After the Latter-day Saint prophet Joseph Smith was murdered by a mob in Carthage Jail, the members back in Nauvoo didn’t really know what to do. Who was going to lead them now that Joseph was gone? What was going to happen to the Church?
This problem was exacerbated by the fact that before Joseph died, he made as many as 8 different references to who should succeed him. In this episode, we’re going to specifically look at the claims of his son, Joseph Smith III, and the break-off sect known as the Reorganized Church of Jesus Christ, later renamed the Community of Christ.
In the very first Faith and Beliefs episode we did, I made it clear that my purpose wasn’t to bash on other faiths, but rather to explain why we believe the things we believe. So I don’t want to come across as harsh towards our friends at the Community of Christ. But it is important to explain why we did not take the same route they did after Joseph Smith’s death. You’re free and encouraged to come to your own conclusions. Let’s do this.
There are some claims that Joseph Smith privately or publicly indicated that his son should be his successor and lead the Church after Joseph’s death. But, when Joseph Smith was killed, his son was only 11 years old. So when the topic of who should lead the Church came up, it was mainly a decision between The Quorum of the 12 led by Brigham Young, or the last surviving member of the First Presidency, Sidney Rigdon.
One Latter-day Saint, John H. Carter, claimed Joseph had said his son would succeed him, and said in the late 1800s, “I believe it today just as strongly as I ever did, and it was under that belief that I followed President Young west.”
So some people believed that Sidney or the 12 would take control of the Church, and when Joseph III was old enough, he would take the reins. The Church sided with the 12. Sidney started his own break-off sect which quickly crumbled into nothingness. Meanwhile, the Church moved west to Utah. But Emma Smith and her children, including Joseph III, stayed behind in Nauvoo, Illinois, and soon disassociated themselves with the Church.
Now we need to talk about a man named Jason Briggs. Briggs originally followed Brigham Young’s leadership but felt the church had fallen into apostasy by 1846, probably due to plural marriage. He left and affiliated with the break-off sect of a man named James Strang who we’ll talk about in another episode. But then Strang started practicing plural marriage, so Briggs left that sect and joined up with William Smith’s sect until they started practicing plural marriage as well.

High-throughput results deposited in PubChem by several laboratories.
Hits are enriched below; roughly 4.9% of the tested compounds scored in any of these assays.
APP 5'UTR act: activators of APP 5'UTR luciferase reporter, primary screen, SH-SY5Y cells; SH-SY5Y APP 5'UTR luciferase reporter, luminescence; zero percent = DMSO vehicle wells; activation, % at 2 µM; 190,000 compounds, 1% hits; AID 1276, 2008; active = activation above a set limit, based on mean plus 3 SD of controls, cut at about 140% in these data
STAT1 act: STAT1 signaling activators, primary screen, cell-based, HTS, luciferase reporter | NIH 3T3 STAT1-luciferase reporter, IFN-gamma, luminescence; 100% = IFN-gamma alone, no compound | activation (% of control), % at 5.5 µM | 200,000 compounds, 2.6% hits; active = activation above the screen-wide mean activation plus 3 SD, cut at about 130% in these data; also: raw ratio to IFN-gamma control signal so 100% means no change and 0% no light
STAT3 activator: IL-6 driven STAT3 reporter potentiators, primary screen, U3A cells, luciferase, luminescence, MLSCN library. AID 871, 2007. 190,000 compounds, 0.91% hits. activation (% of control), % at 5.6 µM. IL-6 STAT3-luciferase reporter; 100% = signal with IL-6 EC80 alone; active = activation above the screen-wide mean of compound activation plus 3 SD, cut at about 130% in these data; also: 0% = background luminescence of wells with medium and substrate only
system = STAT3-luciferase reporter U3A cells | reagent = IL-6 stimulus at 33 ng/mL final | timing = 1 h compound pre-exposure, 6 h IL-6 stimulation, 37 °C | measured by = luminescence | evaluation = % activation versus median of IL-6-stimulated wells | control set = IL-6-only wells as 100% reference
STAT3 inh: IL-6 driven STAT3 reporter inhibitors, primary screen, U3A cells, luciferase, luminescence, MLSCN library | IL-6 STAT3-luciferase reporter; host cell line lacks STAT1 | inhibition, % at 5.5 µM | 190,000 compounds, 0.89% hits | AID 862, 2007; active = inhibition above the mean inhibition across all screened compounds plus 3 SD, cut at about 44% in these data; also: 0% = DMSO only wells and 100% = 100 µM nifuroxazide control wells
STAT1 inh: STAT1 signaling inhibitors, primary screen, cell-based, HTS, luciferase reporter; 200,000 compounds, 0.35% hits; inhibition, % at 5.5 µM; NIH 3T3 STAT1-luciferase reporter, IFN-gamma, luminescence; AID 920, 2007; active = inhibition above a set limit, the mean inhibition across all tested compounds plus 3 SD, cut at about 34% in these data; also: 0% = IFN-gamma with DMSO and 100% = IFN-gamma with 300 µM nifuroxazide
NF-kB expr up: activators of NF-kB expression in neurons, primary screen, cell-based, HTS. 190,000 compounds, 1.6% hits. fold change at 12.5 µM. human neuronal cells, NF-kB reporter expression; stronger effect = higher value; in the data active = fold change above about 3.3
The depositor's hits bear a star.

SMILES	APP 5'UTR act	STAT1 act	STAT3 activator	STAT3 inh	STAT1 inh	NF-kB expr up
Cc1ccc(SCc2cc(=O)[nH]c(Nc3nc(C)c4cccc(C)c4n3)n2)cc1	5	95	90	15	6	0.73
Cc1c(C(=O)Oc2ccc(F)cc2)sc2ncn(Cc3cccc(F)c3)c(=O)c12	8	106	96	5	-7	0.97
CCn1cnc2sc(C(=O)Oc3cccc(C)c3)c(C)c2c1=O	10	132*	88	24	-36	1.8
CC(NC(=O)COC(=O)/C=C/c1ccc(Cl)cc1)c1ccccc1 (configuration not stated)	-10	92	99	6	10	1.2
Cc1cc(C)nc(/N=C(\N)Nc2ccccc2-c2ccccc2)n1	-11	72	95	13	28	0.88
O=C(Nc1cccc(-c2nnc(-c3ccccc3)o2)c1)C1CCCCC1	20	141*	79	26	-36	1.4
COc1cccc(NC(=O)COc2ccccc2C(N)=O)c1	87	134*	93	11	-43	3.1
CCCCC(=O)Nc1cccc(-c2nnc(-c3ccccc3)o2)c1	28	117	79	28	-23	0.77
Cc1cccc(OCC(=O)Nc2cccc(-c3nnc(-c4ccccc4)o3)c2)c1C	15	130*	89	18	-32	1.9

It was at that point that he claimed to have received a revelation to establish the Reorganized Church of Jesus Christ, which he officially did in 1852. And, you guessed it, no plural marriage. That said, he and other leaders of his organization were of the opinion that their leader needed to be someone of Joseph Smith’s lineage. In 1860, Joseph Smith III (now aged 27) agreed to be that leader. Eventually, disagreements arose between Briggs and Smith, and Briggs ironically ended up leaving the very church he created.
So, did Joseph Smith actually name his son as his successor? I don’t know. Maybe he did, maybe he didn’t. The question I have isn’t so much about whether or not Joseph III should have been leading the Church, but rather which church did Joseph III end up leading?
Joseph Smith received Doctrine and Covenants 43 in 1831 after Oliver Cowdery claimed to be receiving revelation for the Church. The revelation in D&C to the elders of the Church reads:
“And this ye shall know assuredly—that there is none other appointed unto you to receive commandments and revelations until [Joseph] be taken, if he abide in me. But verily, verily, I say unto you, that none else shall be appointed unto this gift except it be through him; for if it be taken from him he shall not have power except to appoint another in his stead.
“And this shall be a law unto you, that ye receive not the teachings of any that shall come before you as revelations or commandments; And this I give unto you that you may not be deceived, that you may know they are not of me.”
Jason Briggs claimed to receive a revelation for the whole church. According to the revelation given to Joseph Smith, this could not have been possible, unless Briggs was appointed by Joseph himself to do so, which was not the case. So even if Joseph planned on his son succeeding him, the church Joseph III ended up presiding over was founded upon an unauthorized revelation received by Jason Briggs.
Nonetheless, the Community of Christ teaches that they are the true continuation of The Church of Jesus Christ of Latter-day Saints. Over time HUGE key doctrines that Joseph taught were abandoned, such as eternal marriage, temple ordinances, and the nature of the Godhead. As of 2014, they had about 200,000 members worldwide.
But of course this is all from the perspective of someone who does not adhere to their beliefs, so if you have more questions about this group, feel free to research them on your own. There’s a link to their website in the description. That’s a little crash course on that topic. Hoped you learned something, and have a great day!
- Community of Christ website: https://bit.ly/32pIGIW
- The Mormon Succession Crisis of 1844, by Michael Quinn: https://bit.ly/2WOY8x3
- From the Encyclopedia of Mormonism: https://bit.ly/36GdcBR